ROUYN-NORANDA, QC, May 30, 2018 /CNW Telbec/ - Dorian Gaboriau, a doctoral student at Université du Québec en Abitibi-Témiscamingue (UQAT), has been awarded a US$5,000 grant from the National Geographic Society.
The grant will go towards Gaboriau's research project, entitled Predicting the Forest Fire Regime in the Northwest Territories up to 2100 and Assessing Its Impact on Traditional Tłı̨chǫ Activities. "The grant will be used to cover the cost of collecting data on past forest fires in the territory of the Tłı̨chǫ, a First Nation living in Canada's Northwest Territories. The data will be gathered by means of a field campaign in partnership with the local Tłı̨chǫ community. The goal is to collect lake sediment containing charcoal particles from trees that burned during the fires in order to reconstruct the territory's fire regime over the past millennia," says Dorian Gaboriau.
Scheduled for June 2018, the field campaign is expected to yield data that would contribute to a better understanding of the spatio-temporal distribution of past forest fires (frequency and area burned). The results will be combined with the various other elements of the research project, the general objective of which is to predict the risk of fire in these areas in response to climate change. Given the likelihood that major forest fires will grow more frequent in the coming years, the project is a welcome initiative. "In the past few decades, the Canadian Northwest and Boreal Forest have been particularly hard‑hit by a growing number of extreme forest fires—the result of increasingly frequent droughts," says Gaboriau. "In the Northwest Territories, some 400 fires burned 3.6 million hectares of forest in 2014 alone. These fires are having an impact on the ability of local First Nations to pursue their traditional activities."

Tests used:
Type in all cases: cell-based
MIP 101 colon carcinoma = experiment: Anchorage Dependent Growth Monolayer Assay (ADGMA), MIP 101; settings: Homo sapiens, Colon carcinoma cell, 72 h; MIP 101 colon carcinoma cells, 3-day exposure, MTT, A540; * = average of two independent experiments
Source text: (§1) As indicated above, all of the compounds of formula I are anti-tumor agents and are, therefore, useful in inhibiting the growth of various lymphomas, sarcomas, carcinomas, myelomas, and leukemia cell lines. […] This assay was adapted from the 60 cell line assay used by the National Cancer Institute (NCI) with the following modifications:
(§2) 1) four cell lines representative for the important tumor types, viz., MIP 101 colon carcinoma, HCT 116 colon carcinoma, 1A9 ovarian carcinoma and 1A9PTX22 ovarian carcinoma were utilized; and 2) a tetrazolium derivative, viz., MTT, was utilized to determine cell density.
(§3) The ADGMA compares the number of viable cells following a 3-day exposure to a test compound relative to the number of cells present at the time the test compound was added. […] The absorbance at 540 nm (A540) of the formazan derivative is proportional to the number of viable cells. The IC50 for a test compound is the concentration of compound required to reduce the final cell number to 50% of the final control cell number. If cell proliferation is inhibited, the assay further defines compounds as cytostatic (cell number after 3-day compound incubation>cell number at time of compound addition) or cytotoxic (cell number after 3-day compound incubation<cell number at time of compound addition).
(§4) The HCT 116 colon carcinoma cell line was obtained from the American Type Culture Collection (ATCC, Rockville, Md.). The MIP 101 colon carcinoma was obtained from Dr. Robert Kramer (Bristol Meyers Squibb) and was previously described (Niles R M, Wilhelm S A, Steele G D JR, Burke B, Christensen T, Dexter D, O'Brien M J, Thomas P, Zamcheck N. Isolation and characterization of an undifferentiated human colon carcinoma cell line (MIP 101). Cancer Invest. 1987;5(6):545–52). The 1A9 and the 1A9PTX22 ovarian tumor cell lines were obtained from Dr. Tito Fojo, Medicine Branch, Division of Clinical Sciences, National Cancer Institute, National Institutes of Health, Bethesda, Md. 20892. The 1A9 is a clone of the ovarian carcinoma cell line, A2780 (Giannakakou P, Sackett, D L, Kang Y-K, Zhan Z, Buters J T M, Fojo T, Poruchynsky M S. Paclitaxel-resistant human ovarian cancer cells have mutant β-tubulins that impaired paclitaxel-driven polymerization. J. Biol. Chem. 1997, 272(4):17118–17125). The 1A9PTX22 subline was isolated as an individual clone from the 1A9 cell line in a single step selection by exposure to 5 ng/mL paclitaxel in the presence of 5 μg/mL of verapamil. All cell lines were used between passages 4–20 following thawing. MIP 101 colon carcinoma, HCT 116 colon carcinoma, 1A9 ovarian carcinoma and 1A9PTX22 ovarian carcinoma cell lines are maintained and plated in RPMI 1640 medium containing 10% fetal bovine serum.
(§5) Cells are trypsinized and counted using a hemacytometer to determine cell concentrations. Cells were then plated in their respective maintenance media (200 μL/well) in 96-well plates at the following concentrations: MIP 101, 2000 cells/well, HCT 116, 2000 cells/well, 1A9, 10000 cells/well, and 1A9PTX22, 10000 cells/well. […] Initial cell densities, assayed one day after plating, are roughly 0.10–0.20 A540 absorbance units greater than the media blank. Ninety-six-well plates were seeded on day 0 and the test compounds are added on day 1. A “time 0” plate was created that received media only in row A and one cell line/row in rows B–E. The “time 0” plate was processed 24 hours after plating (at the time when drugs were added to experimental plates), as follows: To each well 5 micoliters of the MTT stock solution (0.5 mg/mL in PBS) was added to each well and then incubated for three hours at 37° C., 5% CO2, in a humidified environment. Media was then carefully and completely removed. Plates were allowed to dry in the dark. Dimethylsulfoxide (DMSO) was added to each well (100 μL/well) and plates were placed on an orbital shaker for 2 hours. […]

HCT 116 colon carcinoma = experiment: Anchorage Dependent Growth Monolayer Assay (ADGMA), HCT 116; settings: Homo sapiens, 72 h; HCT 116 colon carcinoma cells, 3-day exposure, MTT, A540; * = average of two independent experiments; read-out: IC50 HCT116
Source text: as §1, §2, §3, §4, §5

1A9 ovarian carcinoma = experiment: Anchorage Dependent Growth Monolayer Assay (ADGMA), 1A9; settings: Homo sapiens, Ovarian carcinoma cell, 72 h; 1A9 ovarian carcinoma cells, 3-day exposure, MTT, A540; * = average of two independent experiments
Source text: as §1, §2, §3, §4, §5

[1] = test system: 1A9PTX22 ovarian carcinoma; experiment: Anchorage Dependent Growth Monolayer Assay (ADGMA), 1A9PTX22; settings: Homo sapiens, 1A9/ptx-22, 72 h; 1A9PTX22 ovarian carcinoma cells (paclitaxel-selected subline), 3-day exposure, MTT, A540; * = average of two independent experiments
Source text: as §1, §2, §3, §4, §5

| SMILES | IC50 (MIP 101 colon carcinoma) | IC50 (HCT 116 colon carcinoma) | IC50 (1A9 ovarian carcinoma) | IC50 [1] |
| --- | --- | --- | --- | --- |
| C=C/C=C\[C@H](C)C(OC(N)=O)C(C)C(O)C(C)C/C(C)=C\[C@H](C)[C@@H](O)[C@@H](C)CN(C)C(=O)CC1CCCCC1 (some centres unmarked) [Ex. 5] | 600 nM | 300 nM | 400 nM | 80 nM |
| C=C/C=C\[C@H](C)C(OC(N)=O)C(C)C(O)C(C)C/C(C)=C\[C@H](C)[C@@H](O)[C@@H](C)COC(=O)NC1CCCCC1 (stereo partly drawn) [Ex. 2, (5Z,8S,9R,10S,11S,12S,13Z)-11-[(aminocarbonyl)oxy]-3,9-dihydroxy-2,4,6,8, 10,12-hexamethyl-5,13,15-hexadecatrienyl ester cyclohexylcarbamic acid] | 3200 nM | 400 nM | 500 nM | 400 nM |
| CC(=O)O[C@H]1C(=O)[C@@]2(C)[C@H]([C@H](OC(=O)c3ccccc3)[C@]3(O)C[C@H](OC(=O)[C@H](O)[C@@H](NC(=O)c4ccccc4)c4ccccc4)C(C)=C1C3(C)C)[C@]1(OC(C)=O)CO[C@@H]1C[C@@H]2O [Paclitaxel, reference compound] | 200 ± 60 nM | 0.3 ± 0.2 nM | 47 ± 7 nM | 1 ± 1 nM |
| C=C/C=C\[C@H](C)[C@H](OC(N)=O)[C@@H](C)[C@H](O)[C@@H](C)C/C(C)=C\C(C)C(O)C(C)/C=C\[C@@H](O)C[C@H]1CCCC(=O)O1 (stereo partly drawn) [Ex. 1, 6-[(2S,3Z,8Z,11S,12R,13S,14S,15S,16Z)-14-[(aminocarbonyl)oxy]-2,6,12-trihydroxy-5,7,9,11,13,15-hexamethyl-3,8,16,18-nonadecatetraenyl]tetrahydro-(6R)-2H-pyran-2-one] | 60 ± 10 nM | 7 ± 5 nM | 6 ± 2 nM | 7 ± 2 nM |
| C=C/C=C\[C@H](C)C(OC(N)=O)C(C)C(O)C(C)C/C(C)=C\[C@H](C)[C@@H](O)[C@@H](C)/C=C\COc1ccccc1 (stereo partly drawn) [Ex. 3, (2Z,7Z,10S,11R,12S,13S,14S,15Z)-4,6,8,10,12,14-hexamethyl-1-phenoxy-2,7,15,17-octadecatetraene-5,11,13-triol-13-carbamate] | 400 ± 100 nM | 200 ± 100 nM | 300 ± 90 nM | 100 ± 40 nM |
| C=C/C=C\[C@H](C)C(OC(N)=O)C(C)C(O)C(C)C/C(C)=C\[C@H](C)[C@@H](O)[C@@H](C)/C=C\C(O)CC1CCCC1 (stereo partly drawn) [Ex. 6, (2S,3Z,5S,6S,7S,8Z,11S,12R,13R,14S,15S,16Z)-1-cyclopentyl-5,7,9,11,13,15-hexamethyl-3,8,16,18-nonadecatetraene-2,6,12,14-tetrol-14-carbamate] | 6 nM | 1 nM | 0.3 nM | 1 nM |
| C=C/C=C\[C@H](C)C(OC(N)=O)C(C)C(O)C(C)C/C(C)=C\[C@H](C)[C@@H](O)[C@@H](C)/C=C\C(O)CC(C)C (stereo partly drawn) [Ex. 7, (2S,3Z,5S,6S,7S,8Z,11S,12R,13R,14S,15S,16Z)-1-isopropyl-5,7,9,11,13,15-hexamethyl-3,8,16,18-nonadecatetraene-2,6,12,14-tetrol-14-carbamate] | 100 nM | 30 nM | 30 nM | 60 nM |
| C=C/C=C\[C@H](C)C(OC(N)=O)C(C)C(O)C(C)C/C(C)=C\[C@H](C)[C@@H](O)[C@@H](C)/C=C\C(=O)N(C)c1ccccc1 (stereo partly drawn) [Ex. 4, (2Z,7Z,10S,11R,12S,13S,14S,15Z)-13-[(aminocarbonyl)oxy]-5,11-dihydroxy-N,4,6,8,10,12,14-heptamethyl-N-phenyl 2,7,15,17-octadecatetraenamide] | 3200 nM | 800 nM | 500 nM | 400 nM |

Gaboriau's doctoral project is part of a larger project being carried out in collaboration with the Tłı̨chǫ Nation under the supervision of Professor Hugo Asselin, Director of UQAT's School of Aboriginal Studies. Project partners include Martin Girardin, a researcher with the Canadian Forest Service, and Adam A. Ali and Christelle Hély of Université de Montpellier. The project is being funded by a grant from POLAR KNOWLEDGE, a Canadian program responsible for establishing a knowledge base that will be used to develop Northern policies, further research, and effective solutions for Arctic problems. Two other UQAT doctoral students are also involved in the project.
SOURCE Université du Québec en Abitibi-Témiscamingue (UQAT)
For further information: Nathalie Cossette, agente d'information, Service des communications et du recrutement, Université du Québec en Abitibi-Témiscamingue, Tél. : 819 762-0971 poste 2628